Moreover, intertwined with these contemporary misgivings has been the revival throughout the city of an ancient folk tale. A centuries-old story from Prey Veng Province in the east of the country, it tells of a community that became highly successful at begging, eschewing manual labor and becoming far richer than their neighbors in the process. In cosmic recompense, the story goes, evil spirits placed a permanent curse on the seekers of immoral alms and all their progeny, so that even today their descendants, rich and poor alike, must leave their homes at least once a year to seek alms, or be struck down by lightning.
An anachronistic folk tale such as this ostensibly holds little relevance to today’s Phnom Penh; a city increasingly characterized by breakneck economic growth, unending construction and the relentless pursuit of investment. Nevertheless, it has endured not only as a story, but as a real world case study, structuring conceptions of the morality of begging from inside as well as out.
As one elderly beggar at Toul Thom Pong market explained: ‘That village is called Viel Ta Prun, in Kampong Trabek district…I have heard from old people that if they don’t beg there then they will be struck by lightning, so they have to come [to do it] whether they are rich or poor’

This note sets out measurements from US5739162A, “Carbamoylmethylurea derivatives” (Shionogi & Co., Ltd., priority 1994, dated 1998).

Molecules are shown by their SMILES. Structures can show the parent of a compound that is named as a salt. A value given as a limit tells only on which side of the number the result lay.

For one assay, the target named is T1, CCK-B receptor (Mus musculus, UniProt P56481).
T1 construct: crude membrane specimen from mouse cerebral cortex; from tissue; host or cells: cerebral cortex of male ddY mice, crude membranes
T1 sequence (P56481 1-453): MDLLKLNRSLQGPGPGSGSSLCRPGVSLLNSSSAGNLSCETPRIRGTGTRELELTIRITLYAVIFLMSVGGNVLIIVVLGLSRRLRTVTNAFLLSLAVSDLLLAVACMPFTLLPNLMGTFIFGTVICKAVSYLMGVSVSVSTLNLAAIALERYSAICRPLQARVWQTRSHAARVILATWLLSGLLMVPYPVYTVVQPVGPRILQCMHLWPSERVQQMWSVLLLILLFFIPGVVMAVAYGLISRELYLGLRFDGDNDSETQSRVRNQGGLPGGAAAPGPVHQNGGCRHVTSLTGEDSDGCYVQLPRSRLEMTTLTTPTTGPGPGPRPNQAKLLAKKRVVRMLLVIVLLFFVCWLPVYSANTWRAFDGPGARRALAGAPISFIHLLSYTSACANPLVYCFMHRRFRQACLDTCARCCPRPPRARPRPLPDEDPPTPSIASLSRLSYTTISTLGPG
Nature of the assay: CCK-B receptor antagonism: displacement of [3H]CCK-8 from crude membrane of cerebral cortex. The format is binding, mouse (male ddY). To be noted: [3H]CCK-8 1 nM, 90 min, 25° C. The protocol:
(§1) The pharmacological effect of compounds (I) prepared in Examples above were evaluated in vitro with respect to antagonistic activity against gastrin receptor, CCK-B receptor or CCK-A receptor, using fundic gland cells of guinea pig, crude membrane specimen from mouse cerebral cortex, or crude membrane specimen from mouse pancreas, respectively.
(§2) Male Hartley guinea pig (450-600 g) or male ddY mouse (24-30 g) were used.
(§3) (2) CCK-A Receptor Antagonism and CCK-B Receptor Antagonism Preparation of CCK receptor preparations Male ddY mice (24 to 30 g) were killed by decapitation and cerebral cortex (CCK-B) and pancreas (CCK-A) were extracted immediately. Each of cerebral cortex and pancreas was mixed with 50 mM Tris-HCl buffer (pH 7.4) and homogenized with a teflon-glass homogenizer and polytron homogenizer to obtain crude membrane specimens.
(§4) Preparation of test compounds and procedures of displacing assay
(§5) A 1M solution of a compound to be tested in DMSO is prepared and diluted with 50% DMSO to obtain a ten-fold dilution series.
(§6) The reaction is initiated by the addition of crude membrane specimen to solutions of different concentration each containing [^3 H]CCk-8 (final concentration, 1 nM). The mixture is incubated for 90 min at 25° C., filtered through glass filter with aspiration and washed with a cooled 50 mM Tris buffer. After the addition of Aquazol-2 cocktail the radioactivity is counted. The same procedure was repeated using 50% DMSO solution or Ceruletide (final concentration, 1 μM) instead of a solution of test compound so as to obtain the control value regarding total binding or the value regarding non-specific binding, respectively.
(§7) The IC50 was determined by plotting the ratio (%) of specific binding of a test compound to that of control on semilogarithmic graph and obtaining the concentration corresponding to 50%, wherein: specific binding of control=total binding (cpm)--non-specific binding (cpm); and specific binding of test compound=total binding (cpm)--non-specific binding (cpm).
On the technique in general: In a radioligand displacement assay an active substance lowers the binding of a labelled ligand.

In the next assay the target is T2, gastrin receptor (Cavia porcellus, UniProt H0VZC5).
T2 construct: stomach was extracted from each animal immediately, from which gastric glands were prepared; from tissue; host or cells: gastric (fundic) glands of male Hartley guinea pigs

Viel Ta Prun does not exist, but the elderly beggar and others like her are not wrong: a village cursed by almost universal begging does exist in Kampong Trabek, alongside many others like it. There – as in the neighboring district of May Sang – the myth of the curse swirls from house to house, and village to village, as a living discourse of mutual guilt. “You must be scared of getting struck by lightning” is a daily accusation, followed by a declaration of poverty and a deflection of the barb to someone else. Almost anyone will do: within some of the district’s communities, villagers estimate that up to 90 percent of the population beg at some point during the year; who “deserves” to do so and who doesn’t is all that remains to be established.